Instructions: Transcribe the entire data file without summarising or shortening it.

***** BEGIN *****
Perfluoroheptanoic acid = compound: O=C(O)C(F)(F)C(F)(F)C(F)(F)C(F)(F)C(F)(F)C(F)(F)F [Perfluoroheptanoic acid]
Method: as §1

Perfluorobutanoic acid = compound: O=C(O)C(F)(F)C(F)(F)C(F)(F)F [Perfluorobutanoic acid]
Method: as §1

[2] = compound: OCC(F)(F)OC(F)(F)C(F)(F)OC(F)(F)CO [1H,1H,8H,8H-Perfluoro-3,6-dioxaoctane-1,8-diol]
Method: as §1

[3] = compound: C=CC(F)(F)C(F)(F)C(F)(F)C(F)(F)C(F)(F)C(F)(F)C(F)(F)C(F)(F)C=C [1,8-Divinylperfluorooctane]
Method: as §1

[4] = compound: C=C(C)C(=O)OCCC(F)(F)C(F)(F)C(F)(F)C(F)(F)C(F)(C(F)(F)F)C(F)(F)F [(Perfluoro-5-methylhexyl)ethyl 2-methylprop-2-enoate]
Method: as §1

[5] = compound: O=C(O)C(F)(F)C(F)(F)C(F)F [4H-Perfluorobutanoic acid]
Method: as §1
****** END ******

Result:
Perfluoroheptanoic acid = compound: O=C(O)C(F)(F)C(F)(F)C(F)(F)C(F)(F)C(F)(F)C(F)(F)F [Perfluoroheptanoic acid]
Method: as §1

Perfluorobutanoic acid = compound: O=C(O)C(F)(F)C(F)(F)C(F)(F)F [Perfluorobutanoic acid]
Method: as §1

[2] = compound: OCC(F)(F)OC(F)(F)C(F)(F)OC(F)(F)CO [1H,1H,8H,8H-Perfluoro-3,6-dioxaoctane-1,8-diol]
Method: as §1

[3] = compound: C=CC(F)(F)C(F)(F)C(F)(F)C(F)(F)C(F)(F)C(F)(F)C(F)(F)C(F)(F)C=C [1,8-Divinylperfluorooctane]
Method: as §1

[4] = compound: C=C(C)C(=O)OCCC(F)(F)C(F)(F)C(F)(F)C(F)(F)C(F)(C(F)(F)F)C(F)(F)F [(Perfluoro-5-methylhexyl)ethyl 2-methylprop-2-enoate]
Method: as §1

[5] = compound: O=C(O)C(F)(F)C(F)(F)C(F)F [4H-Perfluorobutanoic acid]
Method: as §1